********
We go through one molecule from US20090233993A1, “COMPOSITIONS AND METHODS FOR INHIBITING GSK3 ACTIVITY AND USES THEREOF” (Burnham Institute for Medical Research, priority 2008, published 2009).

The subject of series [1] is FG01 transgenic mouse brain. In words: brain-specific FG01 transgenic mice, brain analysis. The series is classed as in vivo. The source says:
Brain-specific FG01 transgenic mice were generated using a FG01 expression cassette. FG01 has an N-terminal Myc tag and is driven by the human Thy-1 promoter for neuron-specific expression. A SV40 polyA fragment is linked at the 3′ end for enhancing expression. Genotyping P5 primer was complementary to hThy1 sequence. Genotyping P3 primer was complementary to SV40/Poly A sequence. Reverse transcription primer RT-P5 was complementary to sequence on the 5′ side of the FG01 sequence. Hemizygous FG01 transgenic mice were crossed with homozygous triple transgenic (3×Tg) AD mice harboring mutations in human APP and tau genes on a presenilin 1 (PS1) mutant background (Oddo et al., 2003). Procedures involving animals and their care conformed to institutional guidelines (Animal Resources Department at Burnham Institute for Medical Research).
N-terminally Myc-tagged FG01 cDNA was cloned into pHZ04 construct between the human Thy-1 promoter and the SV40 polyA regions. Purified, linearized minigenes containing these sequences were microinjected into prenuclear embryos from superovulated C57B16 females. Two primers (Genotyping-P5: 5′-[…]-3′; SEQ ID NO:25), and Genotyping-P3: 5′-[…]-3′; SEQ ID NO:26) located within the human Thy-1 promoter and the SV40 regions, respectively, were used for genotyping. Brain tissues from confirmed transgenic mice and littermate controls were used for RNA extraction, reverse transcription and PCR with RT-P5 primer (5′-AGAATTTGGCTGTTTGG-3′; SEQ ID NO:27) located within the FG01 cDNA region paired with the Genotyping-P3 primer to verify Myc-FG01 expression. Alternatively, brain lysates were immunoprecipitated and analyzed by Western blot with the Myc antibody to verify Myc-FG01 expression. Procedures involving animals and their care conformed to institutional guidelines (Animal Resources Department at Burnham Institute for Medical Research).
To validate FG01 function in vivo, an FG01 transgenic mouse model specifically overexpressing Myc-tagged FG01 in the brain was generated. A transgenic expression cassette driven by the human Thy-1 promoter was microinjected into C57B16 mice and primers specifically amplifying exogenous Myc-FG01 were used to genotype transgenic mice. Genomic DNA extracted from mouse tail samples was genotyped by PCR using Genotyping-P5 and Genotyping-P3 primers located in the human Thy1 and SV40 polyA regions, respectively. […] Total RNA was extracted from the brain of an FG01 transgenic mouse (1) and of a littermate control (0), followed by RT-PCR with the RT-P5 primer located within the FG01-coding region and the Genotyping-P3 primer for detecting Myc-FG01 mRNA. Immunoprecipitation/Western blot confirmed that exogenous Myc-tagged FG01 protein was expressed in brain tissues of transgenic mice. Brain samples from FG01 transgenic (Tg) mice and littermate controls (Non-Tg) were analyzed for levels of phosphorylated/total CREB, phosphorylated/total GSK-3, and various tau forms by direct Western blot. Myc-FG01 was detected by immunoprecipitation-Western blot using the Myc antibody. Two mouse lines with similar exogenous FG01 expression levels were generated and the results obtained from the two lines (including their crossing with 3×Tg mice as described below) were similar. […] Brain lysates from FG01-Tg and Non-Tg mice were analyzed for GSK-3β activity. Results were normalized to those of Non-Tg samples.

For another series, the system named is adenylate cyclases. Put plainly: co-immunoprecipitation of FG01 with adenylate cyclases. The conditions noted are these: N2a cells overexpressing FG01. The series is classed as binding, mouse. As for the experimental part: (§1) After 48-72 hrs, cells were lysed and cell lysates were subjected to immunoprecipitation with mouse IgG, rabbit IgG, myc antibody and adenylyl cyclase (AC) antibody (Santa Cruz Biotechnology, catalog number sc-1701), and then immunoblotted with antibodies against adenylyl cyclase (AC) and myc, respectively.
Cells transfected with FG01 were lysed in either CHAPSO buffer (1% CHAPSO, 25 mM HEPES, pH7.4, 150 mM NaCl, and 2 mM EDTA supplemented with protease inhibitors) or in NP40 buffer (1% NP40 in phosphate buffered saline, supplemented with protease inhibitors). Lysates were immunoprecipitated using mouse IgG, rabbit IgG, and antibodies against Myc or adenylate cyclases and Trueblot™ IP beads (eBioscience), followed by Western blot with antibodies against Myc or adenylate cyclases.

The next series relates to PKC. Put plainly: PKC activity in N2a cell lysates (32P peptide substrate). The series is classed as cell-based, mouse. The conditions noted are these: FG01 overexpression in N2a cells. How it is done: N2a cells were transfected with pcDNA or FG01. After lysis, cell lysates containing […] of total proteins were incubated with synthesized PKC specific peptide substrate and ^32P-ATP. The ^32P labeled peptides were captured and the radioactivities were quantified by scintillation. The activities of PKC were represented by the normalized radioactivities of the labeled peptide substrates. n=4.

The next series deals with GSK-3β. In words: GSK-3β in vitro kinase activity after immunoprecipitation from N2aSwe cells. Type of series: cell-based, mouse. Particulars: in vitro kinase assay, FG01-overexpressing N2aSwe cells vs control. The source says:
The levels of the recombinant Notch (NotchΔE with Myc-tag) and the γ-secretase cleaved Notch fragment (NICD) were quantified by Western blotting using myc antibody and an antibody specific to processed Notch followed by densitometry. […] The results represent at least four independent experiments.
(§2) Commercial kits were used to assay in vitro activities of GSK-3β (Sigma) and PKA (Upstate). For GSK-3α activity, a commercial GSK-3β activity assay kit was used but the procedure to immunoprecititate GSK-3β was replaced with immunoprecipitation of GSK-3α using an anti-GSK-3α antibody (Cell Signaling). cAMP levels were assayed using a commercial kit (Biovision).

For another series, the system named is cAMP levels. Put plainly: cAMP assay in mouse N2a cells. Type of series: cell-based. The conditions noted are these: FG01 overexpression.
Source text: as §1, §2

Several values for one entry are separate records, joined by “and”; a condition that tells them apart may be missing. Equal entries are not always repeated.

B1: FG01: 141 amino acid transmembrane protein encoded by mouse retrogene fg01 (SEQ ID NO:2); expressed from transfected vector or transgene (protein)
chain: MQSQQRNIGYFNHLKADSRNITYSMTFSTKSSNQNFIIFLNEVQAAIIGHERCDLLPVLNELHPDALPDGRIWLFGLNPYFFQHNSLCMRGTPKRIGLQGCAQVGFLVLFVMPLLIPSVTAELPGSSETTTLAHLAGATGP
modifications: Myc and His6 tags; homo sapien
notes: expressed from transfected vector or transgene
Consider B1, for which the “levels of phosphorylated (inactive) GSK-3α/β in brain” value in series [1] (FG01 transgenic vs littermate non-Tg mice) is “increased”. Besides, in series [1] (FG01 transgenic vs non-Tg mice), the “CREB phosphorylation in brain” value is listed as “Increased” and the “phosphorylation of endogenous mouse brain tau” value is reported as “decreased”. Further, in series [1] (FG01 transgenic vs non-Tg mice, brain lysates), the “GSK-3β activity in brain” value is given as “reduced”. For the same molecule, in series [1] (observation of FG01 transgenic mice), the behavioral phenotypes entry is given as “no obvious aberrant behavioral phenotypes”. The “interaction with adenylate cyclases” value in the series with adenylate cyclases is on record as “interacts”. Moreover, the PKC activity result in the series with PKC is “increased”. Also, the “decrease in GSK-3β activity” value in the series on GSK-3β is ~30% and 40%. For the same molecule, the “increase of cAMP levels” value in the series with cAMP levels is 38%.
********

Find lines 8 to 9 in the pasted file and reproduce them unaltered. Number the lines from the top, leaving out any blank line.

The next series relates to PKC. Put plainly: PKC activity in N2a cell lysates (32P peptide substrate). The series is classed as cell-based, mouse. The conditions noted are these: FG01 overexpression in N2a cells. How it is done: N2a cells were transfected with pcDNA or FG01. After lysis, cell lysates containing […] of total proteins were incubated with synthesized PKC specific peptide substrate and ^32P-ATP. The ^32P labeled peptides were captured and the radioactivities were quantified by scintillation. The activities of PKC were represented by the normalized radioactivities of the labeled peptide substrates. n=4.

The next series deals with GSK-3β. In words: GSK-3β in vitro kinase activity after immunoprecipitation from N2aSwe cells. Type of series: cell-based, mouse. Particulars: in vitro kinase assay, FG01-overexpressing N2aSwe cells vs control. The source says: